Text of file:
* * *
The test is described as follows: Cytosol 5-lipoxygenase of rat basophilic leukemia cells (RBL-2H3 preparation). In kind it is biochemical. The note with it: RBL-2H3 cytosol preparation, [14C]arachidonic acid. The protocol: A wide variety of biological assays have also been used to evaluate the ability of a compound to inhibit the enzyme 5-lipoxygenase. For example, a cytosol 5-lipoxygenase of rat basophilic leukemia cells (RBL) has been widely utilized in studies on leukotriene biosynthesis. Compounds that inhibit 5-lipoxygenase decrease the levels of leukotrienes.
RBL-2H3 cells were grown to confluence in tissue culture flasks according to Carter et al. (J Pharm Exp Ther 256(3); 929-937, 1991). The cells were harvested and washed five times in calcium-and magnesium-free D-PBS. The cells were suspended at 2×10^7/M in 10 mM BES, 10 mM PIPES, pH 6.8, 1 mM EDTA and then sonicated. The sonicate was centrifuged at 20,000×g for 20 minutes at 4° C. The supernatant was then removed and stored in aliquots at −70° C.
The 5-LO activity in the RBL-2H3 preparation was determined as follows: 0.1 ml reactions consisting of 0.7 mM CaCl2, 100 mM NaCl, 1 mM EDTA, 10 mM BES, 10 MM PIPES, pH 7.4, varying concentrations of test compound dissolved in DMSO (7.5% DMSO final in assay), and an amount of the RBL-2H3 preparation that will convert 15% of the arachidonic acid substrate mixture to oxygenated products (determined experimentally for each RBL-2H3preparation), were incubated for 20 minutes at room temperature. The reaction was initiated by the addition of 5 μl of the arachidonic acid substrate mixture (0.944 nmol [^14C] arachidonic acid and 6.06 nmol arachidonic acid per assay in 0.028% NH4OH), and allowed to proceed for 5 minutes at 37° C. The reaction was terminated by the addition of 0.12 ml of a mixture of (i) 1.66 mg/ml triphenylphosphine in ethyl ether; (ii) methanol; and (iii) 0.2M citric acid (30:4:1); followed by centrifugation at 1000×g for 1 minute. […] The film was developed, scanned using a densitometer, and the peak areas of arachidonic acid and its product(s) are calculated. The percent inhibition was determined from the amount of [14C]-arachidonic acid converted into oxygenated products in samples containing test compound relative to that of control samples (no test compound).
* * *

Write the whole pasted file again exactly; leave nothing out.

The test is described as follows: Cytosol 5-lipoxygenase of rat basophilic leukemia cells (RBL-2H3 preparation). In kind it is biochemical. The note with it: RBL-2H3 cytosol preparation, [14C]arachidonic acid. The protocol: A wide variety of biological assays have also been used to evaluate the ability of a compound to inhibit the enzyme 5-lipoxygenase. For example, a cytosol 5-lipoxygenase of rat basophilic leukemia cells (RBL) has been widely utilized in studies on leukotriene biosynthesis. Compounds that inhibit 5-lipoxygenase decrease the levels of leukotrienes.
RBL-2H3 cells were grown to confluence in tissue culture flasks according to Carter et al. (J Pharm Exp Ther 256(3); 929-937, 1991). The cells were harvested and washed five times in calcium-and magnesium-free D-PBS. The cells were suspended at 2×10^7/M in 10 mM BES, 10 mM PIPES, pH 6.8, 1 mM EDTA and then sonicated. The sonicate was centrifuged at 20,000×g for 20 minutes at 4° C. The supernatant was then removed and stored in aliquots at −70° C.
The 5-LO activity in the RBL-2H3 preparation was determined as follows: 0.1 ml reactions consisting of 0.7 mM CaCl2, 100 mM NaCl, 1 mM EDTA, 10 mM BES, 10 MM PIPES, pH 7.4, varying concentrations of test compound dissolved in DMSO (7.5% DMSO final in assay), and an amount of the RBL-2H3 preparation that will convert 15% of the arachidonic acid substrate mixture to oxygenated products (determined experimentally for each RBL-2H3preparation), were incubated for 20 minutes at room temperature. The reaction was initiated by the addition of 5 μl of the arachidonic acid substrate mixture (0.944 nmol [^14C] arachidonic acid and 6.06 nmol arachidonic acid per assay in 0.028% NH4OH), and allowed to proceed for 5 minutes at 37° C. The reaction was terminated by the addition of 0.12 ml of a mixture of (i) 1.66 mg/ml triphenylphosphine in ethyl ether; (ii) methanol; and (iii) 0.2M citric acid (30:4:1); followed by centrifugation at 1000×g for 1 minute. […] The film was developed, scanned using a densitometer, and the peak areas of arachidonic acid and its product(s) are calculated. The percent inhibition was determined from the amount of [14C]-arachidonic acid converted into oxygenated products in samples containing test compound relative to that of control samples (no test compound).